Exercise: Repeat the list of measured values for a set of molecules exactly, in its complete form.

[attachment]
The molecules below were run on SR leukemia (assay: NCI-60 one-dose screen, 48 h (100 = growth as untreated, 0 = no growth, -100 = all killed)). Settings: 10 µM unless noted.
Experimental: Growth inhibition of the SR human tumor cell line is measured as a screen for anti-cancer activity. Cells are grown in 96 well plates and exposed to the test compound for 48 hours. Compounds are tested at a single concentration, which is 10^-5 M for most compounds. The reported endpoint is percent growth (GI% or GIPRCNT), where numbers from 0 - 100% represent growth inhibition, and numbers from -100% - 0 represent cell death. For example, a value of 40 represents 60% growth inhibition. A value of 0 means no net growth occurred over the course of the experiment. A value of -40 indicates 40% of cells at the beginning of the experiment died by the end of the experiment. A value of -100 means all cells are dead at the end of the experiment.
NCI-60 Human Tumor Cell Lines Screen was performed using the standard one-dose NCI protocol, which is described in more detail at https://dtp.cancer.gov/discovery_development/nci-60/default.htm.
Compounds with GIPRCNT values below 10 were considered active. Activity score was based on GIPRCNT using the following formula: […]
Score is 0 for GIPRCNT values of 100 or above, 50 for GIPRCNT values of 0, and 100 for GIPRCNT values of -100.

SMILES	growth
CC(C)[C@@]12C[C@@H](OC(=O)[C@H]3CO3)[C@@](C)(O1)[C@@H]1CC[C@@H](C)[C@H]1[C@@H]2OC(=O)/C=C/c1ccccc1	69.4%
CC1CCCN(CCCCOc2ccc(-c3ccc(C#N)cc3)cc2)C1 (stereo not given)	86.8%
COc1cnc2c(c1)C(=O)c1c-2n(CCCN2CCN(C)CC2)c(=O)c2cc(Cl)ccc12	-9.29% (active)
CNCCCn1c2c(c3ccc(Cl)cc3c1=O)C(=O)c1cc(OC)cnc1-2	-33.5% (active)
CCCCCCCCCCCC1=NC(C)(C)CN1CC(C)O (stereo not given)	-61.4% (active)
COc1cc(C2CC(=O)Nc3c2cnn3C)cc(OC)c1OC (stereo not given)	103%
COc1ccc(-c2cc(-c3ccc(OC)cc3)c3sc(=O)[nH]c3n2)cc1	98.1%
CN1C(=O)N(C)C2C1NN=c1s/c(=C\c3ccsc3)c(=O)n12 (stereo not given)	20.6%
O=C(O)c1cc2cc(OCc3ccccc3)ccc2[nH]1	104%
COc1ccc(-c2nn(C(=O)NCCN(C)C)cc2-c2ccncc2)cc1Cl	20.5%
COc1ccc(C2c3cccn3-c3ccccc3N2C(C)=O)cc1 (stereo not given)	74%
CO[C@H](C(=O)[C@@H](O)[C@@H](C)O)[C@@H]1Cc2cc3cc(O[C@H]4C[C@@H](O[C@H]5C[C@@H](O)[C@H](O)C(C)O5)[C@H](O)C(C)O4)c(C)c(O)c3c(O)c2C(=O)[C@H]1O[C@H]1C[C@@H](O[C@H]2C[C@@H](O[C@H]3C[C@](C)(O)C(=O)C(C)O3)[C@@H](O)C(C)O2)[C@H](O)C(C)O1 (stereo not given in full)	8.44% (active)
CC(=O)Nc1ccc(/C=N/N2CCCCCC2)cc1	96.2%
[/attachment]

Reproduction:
The molecules below were run on SR leukemia (assay: NCI-60 one-dose screen, 48 h (100 = growth as untreated, 0 = no growth, -100 = all killed)). Settings: 10 µM unless noted.
Experimental: Growth inhibition of the SR human tumor cell line is measured as a screen for anti-cancer activity. Cells are grown in 96 well plates and exposed to the test compound for 48 hours. Compounds are tested at a single concentration, which is 10^-5 M for most compounds. The reported endpoint is percent growth (GI% or GIPRCNT), where numbers from 0 - 100% represent growth inhibition, and numbers from -100% - 0 represent cell death. For example, a value of 40 represents 60% growth inhibition. A value of 0 means no net growth occurred over the course of the experiment. A value of -40 indicates 40% of cells at the beginning of the experiment died by the end of the experiment. A value of -100 means all cells are dead at the end of the experiment.
NCI-60 Human Tumor Cell Lines Screen was performed using the standard one-dose NCI protocol, which is described in more detail at https://dtp.cancer.gov/discovery_development/nci-60/default.htm.
Compounds with GIPRCNT values below 10 were considered active. Activity score was based on GIPRCNT using the following formula: […]
Score is 0 for GIPRCNT values of 100 or above, 50 for GIPRCNT values of 0, and 100 for GIPRCNT values of -100.

SMILES	growth
CC(C)[C@@]12C[C@@H](OC(=O)[C@H]3CO3)[C@@](C)(O1)[C@@H]1CC[C@@H](C)[C@H]1[C@@H]2OC(=O)/C=C/c1ccccc1	69.4%
CC1CCCN(CCCCOc2ccc(-c3ccc(C#N)cc3)cc2)C1 (stereo not given)	86.8%
COc1cnc2c(c1)C(=O)c1c-2n(CCCN2CCN(C)CC2)c(=O)c2cc(Cl)ccc12	-9.29% (active)
CNCCCn1c2c(c3ccc(Cl)cc3c1=O)C(=O)c1cc(OC)cnc1-2	-33.5% (active)
CCCCCCCCCCCC1=NC(C)(C)CN1CC(C)O (stereo not given)	-61.4% (active)
COc1cc(C2CC(=O)Nc3c2cnn3C)cc(OC)c1OC (stereo not given)	103%
COc1ccc(-c2cc(-c3ccc(OC)cc3)c3sc(=O)[nH]c3n2)cc1	98.1%
CN1C(=O)N(C)C2C1NN=c1s/c(=C\c3ccsc3)c(=O)n12 (stereo not given)	20.6%
O=C(O)c1cc2cc(OCc3ccccc3)ccc2[nH]1	104%
COc1ccc(-c2nn(C(=O)NCCN(C)C)cc2-c2ccncc2)cc1Cl	20.5%
COc1ccc(C2c3cccn3-c3ccccc3N2C(C)=O)cc1 (stereo not given)	74%
CO[C@H](C(=O)[C@@H](O)[C@@H](C)O)[C@@H]1Cc2cc3cc(O[C@H]4C[C@@H](O[C@H]5C[C@@H](O)[C@H](O)C(C)O5)[C@H](O)C(C)O4)c(C)c(O)c3c(O)c2C(=O)[C@H]1O[C@H]1C[C@@H](O[C@H]2C[C@@H](O[C@H]3C[C@](C)(O)C(=O)C(C)O3)[C@@H](O)C(C)O2)[C@H](O)C(C)O1 (stereo not given in full)	8.44% (active)
CC(=O)Nc1ccc(/C=N/N2CCCCCC2)cc1	96.2%